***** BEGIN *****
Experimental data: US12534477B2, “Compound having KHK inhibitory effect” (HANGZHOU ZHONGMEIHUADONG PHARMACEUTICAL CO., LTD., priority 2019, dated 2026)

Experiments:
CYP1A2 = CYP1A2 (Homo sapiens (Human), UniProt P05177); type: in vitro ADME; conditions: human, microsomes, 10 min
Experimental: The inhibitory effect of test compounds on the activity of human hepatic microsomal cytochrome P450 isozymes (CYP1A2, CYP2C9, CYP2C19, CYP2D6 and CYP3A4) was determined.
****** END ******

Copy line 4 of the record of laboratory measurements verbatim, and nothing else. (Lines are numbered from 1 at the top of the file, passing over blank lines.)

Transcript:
Experimental: The inhibitory effect of test compounds on the activity of human hepatic microsomal cytochrome P450 isozymes (CYP1A2, CYP2C9, CYP2C19, CYP2D6 and CYP3A4) was determined.